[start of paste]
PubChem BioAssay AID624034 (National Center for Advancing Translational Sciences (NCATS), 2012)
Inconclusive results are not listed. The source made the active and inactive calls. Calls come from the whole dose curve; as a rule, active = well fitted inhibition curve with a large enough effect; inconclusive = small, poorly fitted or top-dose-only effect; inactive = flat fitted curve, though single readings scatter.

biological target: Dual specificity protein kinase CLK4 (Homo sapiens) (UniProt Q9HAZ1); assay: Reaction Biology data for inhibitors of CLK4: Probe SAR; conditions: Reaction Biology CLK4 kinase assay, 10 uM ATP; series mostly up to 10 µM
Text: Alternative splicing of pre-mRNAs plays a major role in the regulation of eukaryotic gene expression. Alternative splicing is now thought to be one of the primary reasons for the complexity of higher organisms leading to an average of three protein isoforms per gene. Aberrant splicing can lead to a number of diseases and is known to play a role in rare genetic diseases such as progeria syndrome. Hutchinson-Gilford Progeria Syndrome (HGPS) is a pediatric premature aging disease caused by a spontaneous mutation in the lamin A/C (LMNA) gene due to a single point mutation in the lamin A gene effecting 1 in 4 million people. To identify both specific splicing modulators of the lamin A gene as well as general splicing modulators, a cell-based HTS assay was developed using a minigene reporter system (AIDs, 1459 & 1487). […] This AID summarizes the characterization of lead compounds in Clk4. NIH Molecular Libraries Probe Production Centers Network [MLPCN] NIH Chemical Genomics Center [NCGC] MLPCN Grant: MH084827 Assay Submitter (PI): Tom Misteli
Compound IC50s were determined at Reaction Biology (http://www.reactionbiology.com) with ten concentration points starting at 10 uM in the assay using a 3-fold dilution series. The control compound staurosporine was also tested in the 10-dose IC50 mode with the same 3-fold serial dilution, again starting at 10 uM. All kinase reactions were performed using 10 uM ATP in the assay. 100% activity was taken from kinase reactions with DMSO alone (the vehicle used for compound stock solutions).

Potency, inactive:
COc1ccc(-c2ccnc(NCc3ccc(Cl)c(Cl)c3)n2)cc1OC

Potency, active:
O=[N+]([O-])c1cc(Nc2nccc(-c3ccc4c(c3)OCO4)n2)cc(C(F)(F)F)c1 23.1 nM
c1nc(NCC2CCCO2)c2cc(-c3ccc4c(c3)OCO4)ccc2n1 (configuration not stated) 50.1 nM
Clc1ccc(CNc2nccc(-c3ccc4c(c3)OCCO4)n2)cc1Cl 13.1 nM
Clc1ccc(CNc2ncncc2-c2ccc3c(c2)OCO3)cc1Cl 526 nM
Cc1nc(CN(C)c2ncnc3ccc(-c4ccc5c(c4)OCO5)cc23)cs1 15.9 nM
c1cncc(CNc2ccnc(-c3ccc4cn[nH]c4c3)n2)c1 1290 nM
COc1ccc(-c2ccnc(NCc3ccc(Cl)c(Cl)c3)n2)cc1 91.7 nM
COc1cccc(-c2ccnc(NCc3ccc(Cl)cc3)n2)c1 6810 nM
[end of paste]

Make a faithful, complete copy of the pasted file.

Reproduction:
PubChem BioAssay AID624034 (National Center for Advancing Translational Sciences (NCATS), 2012)
Inconclusive results are not listed. The source made the active and inactive calls. Calls come from the whole dose curve; as a rule, active = well fitted inhibition curve with a large enough effect; inconclusive = small, poorly fitted or top-dose-only effect; inactive = flat fitted curve, though single readings scatter.

biological target: Dual specificity protein kinase CLK4 (Homo sapiens) (UniProt Q9HAZ1); assay: Reaction Biology data for inhibitors of CLK4: Probe SAR; conditions: Reaction Biology CLK4 kinase assay, 10 uM ATP; series mostly up to 10 µM
Text: Alternative splicing of pre-mRNAs plays a major role in the regulation of eukaryotic gene expression. Alternative splicing is now thought to be one of the primary reasons for the complexity of higher organisms leading to an average of three protein isoforms per gene. Aberrant splicing can lead to a number of diseases and is known to play a role in rare genetic diseases such as progeria syndrome. Hutchinson-Gilford Progeria Syndrome (HGPS) is a pediatric premature aging disease caused by a spontaneous mutation in the lamin A/C (LMNA) gene due to a single point mutation in the lamin A gene effecting 1 in 4 million people. To identify both specific splicing modulators of the lamin A gene as well as general splicing modulators, a cell-based HTS assay was developed using a minigene reporter system (AIDs, 1459 & 1487). […] This AID summarizes the characterization of lead compounds in Clk4. NIH Molecular Libraries Probe Production Centers Network [MLPCN] NIH Chemical Genomics Center [NCGC] MLPCN Grant: MH084827 Assay Submitter (PI): Tom Misteli
Compound IC50s were determined at Reaction Biology (http://www.reactionbiology.com) with ten concentration points starting at 10 uM in the assay using a 3-fold dilution series. The control compound staurosporine was also tested in the 10-dose IC50 mode with the same 3-fold serial dilution, again starting at 10 uM. All kinase reactions were performed using 10 uM ATP in the assay. 100% activity was taken from kinase reactions with DMSO alone (the vehicle used for compound stock solutions).

Potency, inactive:
COc1ccc(-c2ccnc(NCc3ccc(Cl)c(Cl)c3)n2)cc1OC

Potency, active:
O=[N+]([O-])c1cc(Nc2nccc(-c3ccc4c(c3)OCO4)n2)cc(C(F)(F)F)c1 23.1 nM
c1nc(NCC2CCCO2)c2cc(-c3ccc4c(c3)OCO4)ccc2n1 (configuration not stated) 50.1 nM
Clc1ccc(CNc2nccc(-c3ccc4c(c3)OCCO4)n2)cc1Cl 13.1 nM
Clc1ccc(CNc2ncncc2-c2ccc3c(c2)OCO3)cc1Cl 526 nM
Cc1nc(CN(C)c2ncnc3ccc(-c4ccc5c(c4)OCO5)cc23)cs1 15.9 nM
c1cncc(CNc2ccnc(-c3ccc4cn[nH]c4c3)n2)c1 1290 nM
COc1ccc(-c2ccnc(NCc3ccc(Cl)c(Cl)c3)n2)cc1 91.7 nM
COc1cccc(-c2ccnc(NCc3ccc(Cl)cc3)n2)c1 6810 nM